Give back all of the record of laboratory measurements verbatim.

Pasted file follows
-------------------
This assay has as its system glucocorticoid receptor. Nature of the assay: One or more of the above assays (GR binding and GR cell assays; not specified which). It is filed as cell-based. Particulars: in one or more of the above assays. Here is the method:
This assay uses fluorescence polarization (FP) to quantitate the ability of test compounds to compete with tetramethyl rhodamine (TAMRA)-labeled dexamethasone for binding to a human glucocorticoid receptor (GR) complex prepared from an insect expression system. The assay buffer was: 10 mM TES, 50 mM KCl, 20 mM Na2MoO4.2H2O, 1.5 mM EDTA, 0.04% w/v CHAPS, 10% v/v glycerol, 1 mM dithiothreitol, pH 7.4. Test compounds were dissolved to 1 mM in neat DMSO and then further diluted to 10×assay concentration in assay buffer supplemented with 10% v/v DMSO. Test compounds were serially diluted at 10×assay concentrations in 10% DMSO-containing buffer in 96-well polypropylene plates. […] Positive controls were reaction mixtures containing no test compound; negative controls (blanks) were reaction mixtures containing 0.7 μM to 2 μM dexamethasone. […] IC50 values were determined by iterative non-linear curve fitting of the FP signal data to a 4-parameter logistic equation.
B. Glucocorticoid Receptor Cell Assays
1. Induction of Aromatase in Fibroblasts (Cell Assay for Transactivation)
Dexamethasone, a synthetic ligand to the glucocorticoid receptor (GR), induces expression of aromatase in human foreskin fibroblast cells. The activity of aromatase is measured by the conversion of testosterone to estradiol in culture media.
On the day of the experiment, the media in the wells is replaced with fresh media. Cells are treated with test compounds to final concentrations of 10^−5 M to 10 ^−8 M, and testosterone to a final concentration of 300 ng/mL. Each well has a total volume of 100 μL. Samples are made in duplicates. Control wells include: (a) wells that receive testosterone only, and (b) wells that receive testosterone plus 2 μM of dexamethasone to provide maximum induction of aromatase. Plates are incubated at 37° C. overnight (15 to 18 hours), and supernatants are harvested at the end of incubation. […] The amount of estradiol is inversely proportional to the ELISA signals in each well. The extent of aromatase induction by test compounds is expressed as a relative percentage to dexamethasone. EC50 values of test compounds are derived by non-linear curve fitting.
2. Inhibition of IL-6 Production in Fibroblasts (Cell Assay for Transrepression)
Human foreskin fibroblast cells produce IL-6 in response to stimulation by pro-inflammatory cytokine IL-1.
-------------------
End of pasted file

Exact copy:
This assay has as its system glucocorticoid receptor. Nature of the assay: One or more of the above assays (GR binding and GR cell assays; not specified which). It is filed as cell-based. Particulars: in one or more of the above assays. Here is the method:
This assay uses fluorescence polarization (FP) to quantitate the ability of test compounds to compete with tetramethyl rhodamine (TAMRA)-labeled dexamethasone for binding to a human glucocorticoid receptor (GR) complex prepared from an insect expression system. The assay buffer was: 10 mM TES, 50 mM KCl, 20 mM Na2MoO4.2H2O, 1.5 mM EDTA, 0.04% w/v CHAPS, 10% v/v glycerol, 1 mM dithiothreitol, pH 7.4. Test compounds were dissolved to 1 mM in neat DMSO and then further diluted to 10×assay concentration in assay buffer supplemented with 10% v/v DMSO. Test compounds were serially diluted at 10×assay concentrations in 10% DMSO-containing buffer in 96-well polypropylene plates. […] Positive controls were reaction mixtures containing no test compound; negative controls (blanks) were reaction mixtures containing 0.7 μM to 2 μM dexamethasone. […] IC50 values were determined by iterative non-linear curve fitting of the FP signal data to a 4-parameter logistic equation.
B. Glucocorticoid Receptor Cell Assays
1. Induction of Aromatase in Fibroblasts (Cell Assay for Transactivation)
Dexamethasone, a synthetic ligand to the glucocorticoid receptor (GR), induces expression of aromatase in human foreskin fibroblast cells. The activity of aromatase is measured by the conversion of testosterone to estradiol in culture media.
On the day of the experiment, the media in the wells is replaced with fresh media. Cells are treated with test compounds to final concentrations of 10^−5 M to 10 ^−8 M, and testosterone to a final concentration of 300 ng/mL. Each well has a total volume of 100 μL. Samples are made in duplicates. Control wells include: (a) wells that receive testosterone only, and (b) wells that receive testosterone plus 2 μM of dexamethasone to provide maximum induction of aromatase. Plates are incubated at 37° C. overnight (15 to 18 hours), and supernatants are harvested at the end of incubation. […] The amount of estradiol is inversely proportional to the ELISA signals in each well. The extent of aromatase induction by test compounds is expressed as a relative percentage to dexamethasone. EC50 values of test compounds are derived by non-linear curve fitting.
2. Inhibition of IL-6 Production in Fibroblasts (Cell Assay for Transrepression)
Human foreskin fibroblast cells produce IL-6 in response to stimulation by pro-inflammatory cytokine IL-1.